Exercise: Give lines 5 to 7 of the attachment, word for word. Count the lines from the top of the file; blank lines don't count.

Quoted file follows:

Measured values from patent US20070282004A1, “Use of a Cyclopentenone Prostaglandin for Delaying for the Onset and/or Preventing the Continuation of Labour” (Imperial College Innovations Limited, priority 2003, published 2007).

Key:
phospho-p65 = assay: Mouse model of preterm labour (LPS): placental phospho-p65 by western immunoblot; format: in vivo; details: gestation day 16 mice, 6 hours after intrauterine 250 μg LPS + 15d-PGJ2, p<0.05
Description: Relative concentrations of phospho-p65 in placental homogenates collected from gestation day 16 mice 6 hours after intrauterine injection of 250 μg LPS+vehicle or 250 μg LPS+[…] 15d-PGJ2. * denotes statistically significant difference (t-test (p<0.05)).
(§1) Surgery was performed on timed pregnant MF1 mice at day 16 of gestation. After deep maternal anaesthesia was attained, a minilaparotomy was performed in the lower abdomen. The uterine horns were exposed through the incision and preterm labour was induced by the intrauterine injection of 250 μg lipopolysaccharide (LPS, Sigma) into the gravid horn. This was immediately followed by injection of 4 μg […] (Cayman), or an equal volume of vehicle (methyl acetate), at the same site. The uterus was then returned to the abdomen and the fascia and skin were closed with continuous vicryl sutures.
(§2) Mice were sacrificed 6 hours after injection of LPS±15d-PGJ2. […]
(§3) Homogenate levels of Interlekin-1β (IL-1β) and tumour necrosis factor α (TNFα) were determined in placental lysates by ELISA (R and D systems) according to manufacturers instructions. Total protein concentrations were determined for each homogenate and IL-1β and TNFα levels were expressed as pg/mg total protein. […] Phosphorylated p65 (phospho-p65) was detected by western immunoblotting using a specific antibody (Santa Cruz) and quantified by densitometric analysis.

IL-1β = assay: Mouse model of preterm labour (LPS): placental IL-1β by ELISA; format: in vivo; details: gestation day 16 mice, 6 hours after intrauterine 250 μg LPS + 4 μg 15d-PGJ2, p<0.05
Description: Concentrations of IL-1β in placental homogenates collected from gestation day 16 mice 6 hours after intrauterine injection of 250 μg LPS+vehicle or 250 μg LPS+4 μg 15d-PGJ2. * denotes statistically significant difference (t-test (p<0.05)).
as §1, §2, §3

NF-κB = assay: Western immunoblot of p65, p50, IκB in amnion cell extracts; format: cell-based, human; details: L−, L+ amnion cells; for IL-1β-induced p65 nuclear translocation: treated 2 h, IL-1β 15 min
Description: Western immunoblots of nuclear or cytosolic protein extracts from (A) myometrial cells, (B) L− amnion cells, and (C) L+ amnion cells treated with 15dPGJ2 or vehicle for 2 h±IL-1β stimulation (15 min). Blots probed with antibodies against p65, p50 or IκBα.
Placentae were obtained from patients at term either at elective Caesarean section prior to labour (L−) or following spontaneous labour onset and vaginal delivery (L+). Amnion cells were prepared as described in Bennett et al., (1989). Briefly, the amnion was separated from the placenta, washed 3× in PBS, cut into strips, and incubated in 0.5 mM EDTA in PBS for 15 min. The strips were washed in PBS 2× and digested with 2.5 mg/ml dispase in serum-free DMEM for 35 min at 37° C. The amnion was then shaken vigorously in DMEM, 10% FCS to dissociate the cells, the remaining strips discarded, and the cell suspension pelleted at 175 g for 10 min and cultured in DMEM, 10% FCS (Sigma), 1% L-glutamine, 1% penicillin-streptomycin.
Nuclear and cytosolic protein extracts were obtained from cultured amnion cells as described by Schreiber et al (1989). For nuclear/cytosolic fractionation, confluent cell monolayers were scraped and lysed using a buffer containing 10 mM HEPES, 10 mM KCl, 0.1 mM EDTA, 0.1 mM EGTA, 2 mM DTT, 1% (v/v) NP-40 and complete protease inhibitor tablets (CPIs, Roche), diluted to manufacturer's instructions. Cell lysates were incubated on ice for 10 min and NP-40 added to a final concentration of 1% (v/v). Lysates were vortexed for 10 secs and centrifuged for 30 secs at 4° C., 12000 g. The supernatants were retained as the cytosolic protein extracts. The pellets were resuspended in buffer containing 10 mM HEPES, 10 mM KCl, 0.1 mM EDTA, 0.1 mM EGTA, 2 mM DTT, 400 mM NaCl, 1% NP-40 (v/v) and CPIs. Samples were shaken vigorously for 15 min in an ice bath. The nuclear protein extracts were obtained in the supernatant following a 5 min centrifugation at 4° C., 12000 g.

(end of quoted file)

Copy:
(§1) Surgery was performed on timed pregnant MF1 mice at day 16 of gestation. After deep maternal anaesthesia was attained, a minilaparotomy was performed in the lower abdomen. The uterine horns were exposed through the incision and preterm labour was induced by the intrauterine injection of 250 μg lipopolysaccharide (LPS, Sigma) into the gravid horn. This was immediately followed by injection of 4 μg […] (Cayman), or an equal volume of vehicle (methyl acetate), at the same site. The uterus was then returned to the abdomen and the fascia and skin were closed with continuous vicryl sutures.
(§2) Mice were sacrificed 6 hours after injection of LPS±15d-PGJ2. […]
(§3) Homogenate levels of Interlekin-1β (IL-1β) and tumour necrosis factor α (TNFα) were determined in placental lysates by ELISA (R and D systems) according to manufacturers instructions. Total protein concentrations were determined for each homogenate and IL-1β and TNFα levels were expressed as pg/mg total protein. […] Phosphorylated p65 (phospho-p65) was detected by western immunoblotting using a specific antibody (Santa Cruz) and quantified by densitometric analysis.